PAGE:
Five Books that Speak to Issues of Millenials

In high school, we read all the classics. From “To Kill A Mockingbird” to “The Great Gatsby,” our teachers did their best to make the books relatable to us. Who would think that there are books that speak specifically to the troubles of our generation? Valley searched the bookshelves—okay, Amazon Books—to find the best relatable novels for our generation.

“Friendship” by Emily Gould

Bev and Amy have been best friends for so long, but can that last as they’re forced into adulthood? Read and see how Amy and Bev deal as the two friend’s dreams pull them away from each other.

“I’ll Give You The Sun” by Jandy Nelson

Although Noah and Jude are younger than millennials, at 16 the twins are forced to deal with issues that many millennials can relate to. Jude must handle a mother’s disapproval while Noah must deal with being gay as a child and young teenager. One event will change the twins’ lives forever when the most unexpected hits them.

“The Circle” by Dave Eggers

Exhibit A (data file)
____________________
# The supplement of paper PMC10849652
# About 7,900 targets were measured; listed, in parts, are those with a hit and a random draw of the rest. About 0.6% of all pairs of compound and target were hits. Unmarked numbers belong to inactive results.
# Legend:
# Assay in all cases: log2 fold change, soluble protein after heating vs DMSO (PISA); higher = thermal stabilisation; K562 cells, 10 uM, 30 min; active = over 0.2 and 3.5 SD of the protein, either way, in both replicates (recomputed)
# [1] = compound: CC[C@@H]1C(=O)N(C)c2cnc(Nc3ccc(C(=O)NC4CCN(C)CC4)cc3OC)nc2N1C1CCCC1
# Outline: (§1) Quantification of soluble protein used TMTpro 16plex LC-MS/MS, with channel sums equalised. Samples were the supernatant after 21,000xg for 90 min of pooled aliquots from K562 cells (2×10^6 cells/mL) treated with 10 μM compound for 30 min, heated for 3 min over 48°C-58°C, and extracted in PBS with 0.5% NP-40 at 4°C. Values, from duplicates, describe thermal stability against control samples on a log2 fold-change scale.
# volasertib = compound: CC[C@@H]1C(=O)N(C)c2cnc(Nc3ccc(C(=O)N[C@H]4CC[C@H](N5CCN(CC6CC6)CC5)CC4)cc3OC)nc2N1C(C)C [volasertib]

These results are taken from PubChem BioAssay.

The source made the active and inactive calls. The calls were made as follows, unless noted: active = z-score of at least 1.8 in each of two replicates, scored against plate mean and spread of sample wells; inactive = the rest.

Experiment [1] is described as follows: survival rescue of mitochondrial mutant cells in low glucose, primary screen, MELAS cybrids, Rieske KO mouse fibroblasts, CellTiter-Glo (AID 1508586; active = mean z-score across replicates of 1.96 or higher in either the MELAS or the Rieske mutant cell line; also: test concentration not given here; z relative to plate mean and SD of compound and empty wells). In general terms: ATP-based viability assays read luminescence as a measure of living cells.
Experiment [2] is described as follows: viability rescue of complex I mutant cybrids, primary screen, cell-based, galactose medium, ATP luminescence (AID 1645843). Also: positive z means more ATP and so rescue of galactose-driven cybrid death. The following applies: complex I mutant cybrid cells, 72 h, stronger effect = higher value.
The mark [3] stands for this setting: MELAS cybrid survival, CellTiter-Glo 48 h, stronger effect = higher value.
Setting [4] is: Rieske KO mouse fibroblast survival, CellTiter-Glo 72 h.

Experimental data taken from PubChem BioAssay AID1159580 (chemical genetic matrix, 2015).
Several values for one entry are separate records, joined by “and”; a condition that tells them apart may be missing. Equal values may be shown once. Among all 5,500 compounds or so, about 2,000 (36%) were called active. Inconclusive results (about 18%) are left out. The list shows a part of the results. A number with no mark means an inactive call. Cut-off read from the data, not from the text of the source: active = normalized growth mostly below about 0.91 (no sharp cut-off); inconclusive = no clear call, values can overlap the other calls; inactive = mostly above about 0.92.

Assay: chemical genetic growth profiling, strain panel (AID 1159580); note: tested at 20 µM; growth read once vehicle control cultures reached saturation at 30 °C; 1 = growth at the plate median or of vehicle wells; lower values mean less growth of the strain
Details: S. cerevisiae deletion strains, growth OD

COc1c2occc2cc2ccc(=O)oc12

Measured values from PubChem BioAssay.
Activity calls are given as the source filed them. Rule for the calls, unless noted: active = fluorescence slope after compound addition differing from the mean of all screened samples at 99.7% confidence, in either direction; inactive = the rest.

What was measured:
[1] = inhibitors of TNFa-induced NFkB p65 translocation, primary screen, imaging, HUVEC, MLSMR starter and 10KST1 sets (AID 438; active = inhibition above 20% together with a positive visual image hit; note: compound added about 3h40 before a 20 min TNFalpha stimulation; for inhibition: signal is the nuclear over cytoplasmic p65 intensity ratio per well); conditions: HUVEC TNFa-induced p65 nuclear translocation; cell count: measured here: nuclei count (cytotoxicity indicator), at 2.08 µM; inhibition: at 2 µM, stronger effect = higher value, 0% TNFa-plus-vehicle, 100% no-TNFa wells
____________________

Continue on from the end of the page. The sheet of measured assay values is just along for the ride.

Mae Holland, a girl only a few years older than any college student, arrives at her first day of work at the Circle and thinks she’s in heaven. The powerful Internet company has one main goal—total transparency. Privacy turns insignificant. Any internet obsessed millennial—pretty much any millennial—needs to read this book. While millennials still value a little bit of privacy, this book shows where our society could end up if we do not set the rules for how far the internet can go.

“Citrus County” by John Brandon

Toby is another younger character that millennials can relate to in certain ways. Toby is just looking for ways to add excitement to his mundane suburban life. Most Penn Staters can agree that in middle school, they would have loved some ways to keep entertained. While Toby makes some odd choices, we can understand his need for some thrill.

“Shoplifting from American Apparel” by Tao Lin

Sam, a twenty-something writer living in New York City, is dating several girls. He spends his days reading, going to parties and seeing bands. He shoplifts twice and goes to jail both times. Whatever he is doing, he is never fully engaged with the situation. Millennials will be able to identify with Sam’s anxiety, detached attitude and broke kid problems.

We think it might be time to ditch the relatable Netflix shows and opt for a book that you can connect with. You never know what lessons lie inside those pages.

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